Does Your Call for Help Bring Hackers to Your Door?
July 19, 2013
As a security company, we often have customers who call into our support center to either allow or disallow some kind of computer traffic.
This is the nature protecting people from the Internet, and there is nothing unusual about it. However, there is a new trend facing people who rely on help desks, like ours.
Hackers have targeted help desks because they know that the people who provide you support have the access into your systems that they want to exploit.
Imagine the following scenario:
You have 5 restaurants with POS systems that help you run your business.
To help you with managing your business, you have hired some outside technology company such as your POS provider or Netsurion to help support you. If a hacker figured out that you have a centralized help desk, what stops them from calling for help and telling whomever answers the phone that they are you.
Furthermore, they explain that there is an emergency situation, and they need full access to all your locations immediately. Would your current help desk know how to verify your identification so that the hacker will not successfully convince someone to by pass your security?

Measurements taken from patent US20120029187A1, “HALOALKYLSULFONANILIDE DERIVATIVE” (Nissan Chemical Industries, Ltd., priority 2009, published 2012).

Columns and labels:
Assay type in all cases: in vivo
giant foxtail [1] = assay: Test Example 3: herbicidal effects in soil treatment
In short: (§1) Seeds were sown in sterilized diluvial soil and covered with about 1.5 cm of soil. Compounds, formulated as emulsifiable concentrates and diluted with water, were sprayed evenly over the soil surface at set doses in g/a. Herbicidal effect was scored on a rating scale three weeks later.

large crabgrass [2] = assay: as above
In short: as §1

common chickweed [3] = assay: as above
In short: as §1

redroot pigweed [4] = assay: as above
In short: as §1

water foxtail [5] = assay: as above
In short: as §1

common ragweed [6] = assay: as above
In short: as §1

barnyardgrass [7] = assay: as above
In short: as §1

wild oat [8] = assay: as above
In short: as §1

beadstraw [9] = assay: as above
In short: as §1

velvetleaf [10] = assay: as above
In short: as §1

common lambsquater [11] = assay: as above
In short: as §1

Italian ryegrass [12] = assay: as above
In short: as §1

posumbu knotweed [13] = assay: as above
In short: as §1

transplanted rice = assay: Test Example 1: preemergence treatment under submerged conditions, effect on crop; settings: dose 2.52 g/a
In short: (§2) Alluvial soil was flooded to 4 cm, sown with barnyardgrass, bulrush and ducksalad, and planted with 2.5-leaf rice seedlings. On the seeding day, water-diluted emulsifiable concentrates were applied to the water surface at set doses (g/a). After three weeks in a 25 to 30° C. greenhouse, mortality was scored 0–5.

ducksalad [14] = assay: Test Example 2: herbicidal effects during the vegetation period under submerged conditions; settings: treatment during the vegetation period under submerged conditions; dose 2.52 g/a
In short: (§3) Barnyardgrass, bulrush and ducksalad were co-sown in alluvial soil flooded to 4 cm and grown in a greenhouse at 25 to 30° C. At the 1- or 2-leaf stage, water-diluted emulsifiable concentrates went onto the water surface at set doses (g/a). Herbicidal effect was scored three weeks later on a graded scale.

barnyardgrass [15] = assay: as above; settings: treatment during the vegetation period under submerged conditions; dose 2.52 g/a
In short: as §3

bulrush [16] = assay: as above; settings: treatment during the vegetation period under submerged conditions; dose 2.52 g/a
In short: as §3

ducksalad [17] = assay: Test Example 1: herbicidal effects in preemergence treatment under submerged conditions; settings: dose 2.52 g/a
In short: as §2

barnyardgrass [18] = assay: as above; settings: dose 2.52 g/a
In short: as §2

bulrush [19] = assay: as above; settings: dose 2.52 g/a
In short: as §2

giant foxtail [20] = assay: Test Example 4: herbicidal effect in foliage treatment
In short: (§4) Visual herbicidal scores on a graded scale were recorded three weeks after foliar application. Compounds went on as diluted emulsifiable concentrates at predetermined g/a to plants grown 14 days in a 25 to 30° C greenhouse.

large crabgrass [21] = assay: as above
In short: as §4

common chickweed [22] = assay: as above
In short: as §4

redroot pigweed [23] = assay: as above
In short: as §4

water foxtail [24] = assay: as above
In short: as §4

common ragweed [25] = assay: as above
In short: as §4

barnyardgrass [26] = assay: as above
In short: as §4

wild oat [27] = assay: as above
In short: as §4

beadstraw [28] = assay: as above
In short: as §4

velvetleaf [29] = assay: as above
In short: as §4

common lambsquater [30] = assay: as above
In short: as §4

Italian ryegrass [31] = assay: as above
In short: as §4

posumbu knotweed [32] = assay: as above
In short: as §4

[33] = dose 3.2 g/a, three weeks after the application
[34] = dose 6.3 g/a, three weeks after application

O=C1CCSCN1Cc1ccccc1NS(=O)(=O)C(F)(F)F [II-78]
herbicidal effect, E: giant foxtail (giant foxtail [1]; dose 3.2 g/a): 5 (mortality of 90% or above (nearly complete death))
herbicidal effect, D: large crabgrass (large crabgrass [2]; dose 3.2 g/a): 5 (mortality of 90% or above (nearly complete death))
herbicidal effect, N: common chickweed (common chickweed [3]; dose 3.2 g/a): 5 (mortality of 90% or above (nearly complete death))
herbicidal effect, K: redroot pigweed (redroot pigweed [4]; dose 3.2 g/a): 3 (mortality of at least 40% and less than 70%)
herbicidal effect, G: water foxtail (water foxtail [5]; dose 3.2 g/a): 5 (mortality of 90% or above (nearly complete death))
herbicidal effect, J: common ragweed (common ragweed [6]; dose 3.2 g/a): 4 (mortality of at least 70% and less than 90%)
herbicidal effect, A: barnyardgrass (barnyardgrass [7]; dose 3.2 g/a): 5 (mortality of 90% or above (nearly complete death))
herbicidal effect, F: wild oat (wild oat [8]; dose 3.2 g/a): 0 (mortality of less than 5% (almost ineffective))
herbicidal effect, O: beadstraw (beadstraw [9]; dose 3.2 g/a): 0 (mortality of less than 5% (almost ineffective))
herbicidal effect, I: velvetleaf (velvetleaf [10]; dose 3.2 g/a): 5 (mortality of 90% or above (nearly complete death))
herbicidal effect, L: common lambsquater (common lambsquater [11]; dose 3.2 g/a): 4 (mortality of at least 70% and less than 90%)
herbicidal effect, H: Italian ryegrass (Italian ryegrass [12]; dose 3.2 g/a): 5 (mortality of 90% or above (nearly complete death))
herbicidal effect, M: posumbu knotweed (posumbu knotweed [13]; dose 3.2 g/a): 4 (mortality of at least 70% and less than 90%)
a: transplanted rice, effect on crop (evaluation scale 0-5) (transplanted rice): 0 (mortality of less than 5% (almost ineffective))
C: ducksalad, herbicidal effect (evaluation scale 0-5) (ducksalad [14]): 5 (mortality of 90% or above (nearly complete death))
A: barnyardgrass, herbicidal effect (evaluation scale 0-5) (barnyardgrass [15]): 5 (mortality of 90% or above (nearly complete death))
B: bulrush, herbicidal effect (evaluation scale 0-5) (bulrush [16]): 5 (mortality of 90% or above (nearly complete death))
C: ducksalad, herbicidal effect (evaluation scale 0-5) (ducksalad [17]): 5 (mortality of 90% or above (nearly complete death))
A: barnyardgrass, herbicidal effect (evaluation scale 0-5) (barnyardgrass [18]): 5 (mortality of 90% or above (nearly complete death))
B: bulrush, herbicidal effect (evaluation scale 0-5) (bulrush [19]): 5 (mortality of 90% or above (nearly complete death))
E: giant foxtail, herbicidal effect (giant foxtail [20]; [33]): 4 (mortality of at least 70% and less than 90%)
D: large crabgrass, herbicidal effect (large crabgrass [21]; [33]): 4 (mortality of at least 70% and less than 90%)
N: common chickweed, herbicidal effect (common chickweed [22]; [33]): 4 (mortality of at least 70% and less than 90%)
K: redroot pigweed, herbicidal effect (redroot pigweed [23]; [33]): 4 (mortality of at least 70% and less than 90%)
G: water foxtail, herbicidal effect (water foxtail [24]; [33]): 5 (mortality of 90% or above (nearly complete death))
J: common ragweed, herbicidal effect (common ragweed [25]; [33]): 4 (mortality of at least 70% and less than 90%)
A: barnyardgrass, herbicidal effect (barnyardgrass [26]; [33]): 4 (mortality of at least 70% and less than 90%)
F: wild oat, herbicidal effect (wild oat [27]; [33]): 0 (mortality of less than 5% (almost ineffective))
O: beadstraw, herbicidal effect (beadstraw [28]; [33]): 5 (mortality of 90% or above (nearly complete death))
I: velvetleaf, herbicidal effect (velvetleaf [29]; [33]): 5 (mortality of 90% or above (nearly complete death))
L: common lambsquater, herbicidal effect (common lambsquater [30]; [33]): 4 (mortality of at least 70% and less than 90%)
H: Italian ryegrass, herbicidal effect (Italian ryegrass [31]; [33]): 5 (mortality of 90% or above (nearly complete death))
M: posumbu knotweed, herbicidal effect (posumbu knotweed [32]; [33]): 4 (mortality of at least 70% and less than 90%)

When asked, most owners state that the people who support them know their voice and they will recognize them on the phone.
Well, that might be the case most of the time, but what if it is a new engineer who was just hired? They might be scared of losing their job, so they will do what they can to accommodate an agitated customer who is demanding immediate support.
The nature of a support desk job is to provide help to people who call. Therefore, you should have some kind of safeguard protecting you so that someone cannot simply pretend to be you on the phone and access your sensitive equipment and data.
There are many simple ways that well run businesses use to validate identity every day. You can have a secret word that a technician has to ask you, or you might need to answer a series of personal questions that are stored at your support center.
Here at Netsurion, for example, we have users with different levels of support permission and our help desk sends a one-time password to our approved contacts who call us for technical support. Regardless of the method you use to protect yourself, you need to be aware of the potential risk to your operations.
For more information about help desk vulnerabilities you can check out this article from “Dark Reading”.